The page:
This can be tough for some people, but I promise it’s worth it. Write about the character’s parents. Is your character an orphan? Cool, still write about their parents. It doesn’t have to be much. What they did for a living and one or two lines about their personalities. Why did they have to give up their child? Your character doesn’t know everything, but the more you know, the more confidence you’ll have.
You can also write about childhood friends. Orphan or not, most kids had at least one or two best friends growing up. Then add in at least one defining moment in the character’s childhood. We all have memories, moments from our pasts that drift into our minds from time to time. Things that change the way we look at the world. So does your character. It doesn’t have to be earth-shattering, it just has to influence the way they make decisions.
Once you have these influential people and this life-changing event, right down three or four decisions your character made because of these influences. For instance, perhaps your character didn’t get married because their family didn’t like the potential partner. Maybe your childhood best friend was hurt or even killed by a noble family, and now your character despises the upper-class. Maybe their first kiss was with a Drow, and now there’s a soft spot in their heart for dark elves and their culture.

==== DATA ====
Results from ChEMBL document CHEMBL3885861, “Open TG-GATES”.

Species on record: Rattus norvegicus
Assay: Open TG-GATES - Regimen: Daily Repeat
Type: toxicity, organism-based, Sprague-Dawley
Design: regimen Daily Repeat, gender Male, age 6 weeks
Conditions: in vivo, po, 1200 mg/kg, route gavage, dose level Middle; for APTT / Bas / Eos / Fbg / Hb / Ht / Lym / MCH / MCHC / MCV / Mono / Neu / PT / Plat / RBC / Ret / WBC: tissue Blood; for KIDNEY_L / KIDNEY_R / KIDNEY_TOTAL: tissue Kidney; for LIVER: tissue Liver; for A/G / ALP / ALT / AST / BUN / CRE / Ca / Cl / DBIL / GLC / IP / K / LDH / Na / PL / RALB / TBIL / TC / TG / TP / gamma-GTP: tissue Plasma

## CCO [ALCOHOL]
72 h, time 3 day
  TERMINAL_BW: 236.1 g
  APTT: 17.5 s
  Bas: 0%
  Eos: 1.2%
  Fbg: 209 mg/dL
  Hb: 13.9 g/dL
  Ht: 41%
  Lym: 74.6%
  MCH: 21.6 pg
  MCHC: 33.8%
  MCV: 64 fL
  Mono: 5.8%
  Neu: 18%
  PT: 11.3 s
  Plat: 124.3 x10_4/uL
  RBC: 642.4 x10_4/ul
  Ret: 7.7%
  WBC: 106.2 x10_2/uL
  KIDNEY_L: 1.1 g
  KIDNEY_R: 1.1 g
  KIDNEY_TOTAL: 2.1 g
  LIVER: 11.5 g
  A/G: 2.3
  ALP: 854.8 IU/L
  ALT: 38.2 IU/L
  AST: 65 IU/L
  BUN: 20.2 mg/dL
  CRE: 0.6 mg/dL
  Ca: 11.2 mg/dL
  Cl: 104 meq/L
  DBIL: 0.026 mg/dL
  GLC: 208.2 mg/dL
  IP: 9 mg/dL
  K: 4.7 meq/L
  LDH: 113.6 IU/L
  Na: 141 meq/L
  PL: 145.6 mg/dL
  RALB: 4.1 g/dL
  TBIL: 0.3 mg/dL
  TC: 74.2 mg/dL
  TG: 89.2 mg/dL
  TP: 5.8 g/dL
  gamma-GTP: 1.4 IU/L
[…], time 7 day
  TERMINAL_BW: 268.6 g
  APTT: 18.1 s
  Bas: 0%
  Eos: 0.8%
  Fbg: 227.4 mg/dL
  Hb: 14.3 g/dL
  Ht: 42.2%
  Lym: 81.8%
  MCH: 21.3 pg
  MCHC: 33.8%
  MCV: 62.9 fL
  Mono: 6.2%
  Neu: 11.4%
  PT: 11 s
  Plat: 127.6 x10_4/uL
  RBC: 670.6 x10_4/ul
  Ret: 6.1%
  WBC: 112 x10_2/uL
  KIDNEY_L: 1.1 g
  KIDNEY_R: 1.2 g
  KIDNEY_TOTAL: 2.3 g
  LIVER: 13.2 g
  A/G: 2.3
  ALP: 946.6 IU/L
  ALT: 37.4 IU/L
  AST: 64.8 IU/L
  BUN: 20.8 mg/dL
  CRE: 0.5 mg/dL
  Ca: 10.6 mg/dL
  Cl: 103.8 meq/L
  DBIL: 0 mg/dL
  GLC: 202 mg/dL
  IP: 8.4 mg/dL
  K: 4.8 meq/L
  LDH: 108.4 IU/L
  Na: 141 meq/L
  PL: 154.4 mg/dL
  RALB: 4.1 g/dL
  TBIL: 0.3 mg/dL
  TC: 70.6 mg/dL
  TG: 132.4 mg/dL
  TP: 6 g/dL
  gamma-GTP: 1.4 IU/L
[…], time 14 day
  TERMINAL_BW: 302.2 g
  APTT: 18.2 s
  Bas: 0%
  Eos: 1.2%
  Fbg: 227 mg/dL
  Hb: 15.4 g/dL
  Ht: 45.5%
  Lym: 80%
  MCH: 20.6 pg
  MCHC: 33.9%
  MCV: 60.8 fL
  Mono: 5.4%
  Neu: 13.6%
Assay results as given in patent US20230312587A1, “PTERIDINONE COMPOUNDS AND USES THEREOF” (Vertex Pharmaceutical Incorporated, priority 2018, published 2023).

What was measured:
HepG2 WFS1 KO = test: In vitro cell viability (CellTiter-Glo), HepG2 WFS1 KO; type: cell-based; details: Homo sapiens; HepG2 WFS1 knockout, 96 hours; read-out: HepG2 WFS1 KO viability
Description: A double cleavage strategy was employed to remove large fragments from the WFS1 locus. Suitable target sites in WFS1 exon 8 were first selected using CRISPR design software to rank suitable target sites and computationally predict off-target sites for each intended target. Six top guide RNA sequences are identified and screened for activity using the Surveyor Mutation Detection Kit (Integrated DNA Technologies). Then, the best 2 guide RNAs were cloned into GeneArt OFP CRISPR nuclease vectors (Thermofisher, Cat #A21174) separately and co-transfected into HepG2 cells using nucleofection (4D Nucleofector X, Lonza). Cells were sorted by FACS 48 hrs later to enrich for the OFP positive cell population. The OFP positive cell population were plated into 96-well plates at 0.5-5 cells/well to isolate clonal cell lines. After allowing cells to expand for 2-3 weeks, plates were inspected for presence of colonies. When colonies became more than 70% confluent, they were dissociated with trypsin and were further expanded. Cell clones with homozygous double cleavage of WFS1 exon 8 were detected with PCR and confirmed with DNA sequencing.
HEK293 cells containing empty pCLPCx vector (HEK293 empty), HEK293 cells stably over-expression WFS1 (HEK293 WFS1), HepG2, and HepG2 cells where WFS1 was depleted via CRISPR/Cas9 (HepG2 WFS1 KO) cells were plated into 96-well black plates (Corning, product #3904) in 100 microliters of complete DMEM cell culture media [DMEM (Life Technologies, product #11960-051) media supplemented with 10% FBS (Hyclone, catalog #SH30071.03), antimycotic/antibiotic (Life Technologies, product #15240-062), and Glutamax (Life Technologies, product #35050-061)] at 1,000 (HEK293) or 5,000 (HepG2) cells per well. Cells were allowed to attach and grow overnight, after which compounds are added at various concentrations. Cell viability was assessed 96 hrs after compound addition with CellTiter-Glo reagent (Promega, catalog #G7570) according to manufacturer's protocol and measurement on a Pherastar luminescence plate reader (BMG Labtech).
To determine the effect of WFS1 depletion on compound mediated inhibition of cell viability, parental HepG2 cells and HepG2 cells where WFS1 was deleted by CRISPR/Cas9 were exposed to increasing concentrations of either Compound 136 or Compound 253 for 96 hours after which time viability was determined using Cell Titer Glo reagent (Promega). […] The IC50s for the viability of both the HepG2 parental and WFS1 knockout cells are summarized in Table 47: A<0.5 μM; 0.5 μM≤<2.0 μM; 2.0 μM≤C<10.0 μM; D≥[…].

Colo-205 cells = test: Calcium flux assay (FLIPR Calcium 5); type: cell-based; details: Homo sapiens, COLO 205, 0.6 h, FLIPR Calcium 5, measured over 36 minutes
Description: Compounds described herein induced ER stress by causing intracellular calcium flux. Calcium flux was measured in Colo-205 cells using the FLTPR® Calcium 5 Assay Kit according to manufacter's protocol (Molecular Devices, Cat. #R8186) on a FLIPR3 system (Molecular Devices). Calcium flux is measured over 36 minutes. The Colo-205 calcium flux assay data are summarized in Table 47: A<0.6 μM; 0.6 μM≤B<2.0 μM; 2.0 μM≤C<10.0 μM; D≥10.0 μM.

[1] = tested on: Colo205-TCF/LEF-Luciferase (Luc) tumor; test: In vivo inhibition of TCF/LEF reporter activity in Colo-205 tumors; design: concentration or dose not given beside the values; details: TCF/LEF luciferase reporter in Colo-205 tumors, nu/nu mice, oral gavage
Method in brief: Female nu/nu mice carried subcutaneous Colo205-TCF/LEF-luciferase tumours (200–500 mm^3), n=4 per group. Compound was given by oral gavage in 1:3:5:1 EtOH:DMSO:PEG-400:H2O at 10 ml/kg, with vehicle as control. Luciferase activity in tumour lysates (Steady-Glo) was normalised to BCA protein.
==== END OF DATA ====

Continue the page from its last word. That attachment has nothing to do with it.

These people and events can help shape how you make decisions in the game. You’re going to be coming across all kinds of social situations. When you’re not sure how your character might react to a specific event, you can think about how unfair your parents were when you wanted to marry that special someone and they pressured you out of it, or how devastated you were when your best friend was needlessly killed by the duke’s son; or whatever.
Ultimately, it gives you material to draw from. These personality-forming events help you make your decisions and know how to act. If your character harbors a deep-seated hatred for nobles, they might act standoffish or even hostile in the presence of one. You have reasons to behave in a certain way.
If you’re having a hard time starting this step, there are a lot of character generators out there that will give you a short summary. Sometimes, having a little prompt like that can get the creative juices flowing. They are typically just a few lines that talk about the “big stuff”, so I suggest trying to flesh them out a bit. You don’t have to go overboard. One page should be enough.